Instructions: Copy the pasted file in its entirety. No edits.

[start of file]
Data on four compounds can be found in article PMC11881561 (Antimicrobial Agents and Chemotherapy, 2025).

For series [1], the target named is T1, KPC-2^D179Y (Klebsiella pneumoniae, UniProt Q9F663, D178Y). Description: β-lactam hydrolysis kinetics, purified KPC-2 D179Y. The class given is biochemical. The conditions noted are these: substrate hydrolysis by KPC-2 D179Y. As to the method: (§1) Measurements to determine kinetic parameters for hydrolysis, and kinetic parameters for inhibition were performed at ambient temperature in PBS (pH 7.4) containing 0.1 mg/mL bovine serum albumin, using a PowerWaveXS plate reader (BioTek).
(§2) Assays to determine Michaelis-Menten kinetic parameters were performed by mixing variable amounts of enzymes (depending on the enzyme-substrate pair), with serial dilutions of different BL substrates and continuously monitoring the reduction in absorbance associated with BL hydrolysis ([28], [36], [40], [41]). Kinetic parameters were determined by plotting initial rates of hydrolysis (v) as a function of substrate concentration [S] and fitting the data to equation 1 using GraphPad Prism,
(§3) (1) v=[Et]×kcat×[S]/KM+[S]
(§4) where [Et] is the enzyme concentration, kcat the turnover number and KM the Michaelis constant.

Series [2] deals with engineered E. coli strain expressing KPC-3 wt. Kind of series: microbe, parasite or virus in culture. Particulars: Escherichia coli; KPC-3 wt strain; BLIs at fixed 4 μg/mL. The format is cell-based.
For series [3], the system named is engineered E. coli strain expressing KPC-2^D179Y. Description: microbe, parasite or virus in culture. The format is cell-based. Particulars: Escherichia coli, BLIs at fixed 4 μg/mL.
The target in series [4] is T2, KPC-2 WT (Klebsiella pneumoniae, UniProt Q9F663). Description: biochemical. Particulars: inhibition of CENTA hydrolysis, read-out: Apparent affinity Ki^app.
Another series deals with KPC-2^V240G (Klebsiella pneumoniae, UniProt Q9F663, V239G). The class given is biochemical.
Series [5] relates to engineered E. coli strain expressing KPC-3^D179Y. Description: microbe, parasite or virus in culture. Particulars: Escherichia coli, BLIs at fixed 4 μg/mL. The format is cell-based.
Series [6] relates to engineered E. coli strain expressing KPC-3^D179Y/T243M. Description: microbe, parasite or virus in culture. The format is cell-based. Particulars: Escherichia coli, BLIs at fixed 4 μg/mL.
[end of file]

Data on four compounds can be found in article PMC11881561 (Antimicrobial Agents and Chemotherapy, 2025).

For series [1], the target named is T1, KPC-2^D179Y (Klebsiella pneumoniae, UniProt Q9F663, D178Y). Description: β-lactam hydrolysis kinetics, purified KPC-2 D179Y. The class given is biochemical. The conditions noted are these: substrate hydrolysis by KPC-2 D179Y. As to the method: (§1) Measurements to determine kinetic parameters for hydrolysis, and kinetic parameters for inhibition were performed at ambient temperature in PBS (pH 7.4) containing 0.1 mg/mL bovine serum albumin, using a PowerWaveXS plate reader (BioTek).
(§2) Assays to determine Michaelis-Menten kinetic parameters were performed by mixing variable amounts of enzymes (depending on the enzyme-substrate pair), with serial dilutions of different BL substrates and continuously monitoring the reduction in absorbance associated with BL hydrolysis ([28], [36], [40], [41]). Kinetic parameters were determined by plotting initial rates of hydrolysis (v) as a function of substrate concentration [S] and fitting the data to equation 1 using GraphPad Prism,
(§3) (1) v=[Et]×kcat×[S]/KM+[S]
(§4) where [Et] is the enzyme concentration, kcat the turnover number and KM the Michaelis constant.

Series [2] deals with engineered E. coli strain expressing KPC-3 wt. Kind of series: microbe, parasite or virus in culture. Particulars: Escherichia coli; KPC-3 wt strain; BLIs at fixed 4 μg/mL. The format is cell-based.
For series [3], the system named is engineered E. coli strain expressing KPC-2^D179Y. Description: microbe, parasite or virus in culture. The format is cell-based. Particulars: Escherichia coli, BLIs at fixed 4 μg/mL.
The target in series [4] is T2, KPC-2 WT (Klebsiella pneumoniae, UniProt Q9F663). Description: biochemical. Particulars: inhibition of CENTA hydrolysis, read-out: Apparent affinity Ki^app.
Another series deals with KPC-2^V240G (Klebsiella pneumoniae, UniProt Q9F663, V239G). The class given is biochemical.
Series [5] relates to engineered E. coli strain expressing KPC-3^D179Y. Description: microbe, parasite or virus in culture. Particulars: Escherichia coli, BLIs at fixed 4 μg/mL. The format is cell-based.
Series [6] relates to engineered E. coli strain expressing KPC-3^D179Y/T243M. Description: microbe, parasite or virus in culture. The format is cell-based. Particulars: Escherichia coli, BLIs at fixed 4 μg/mL.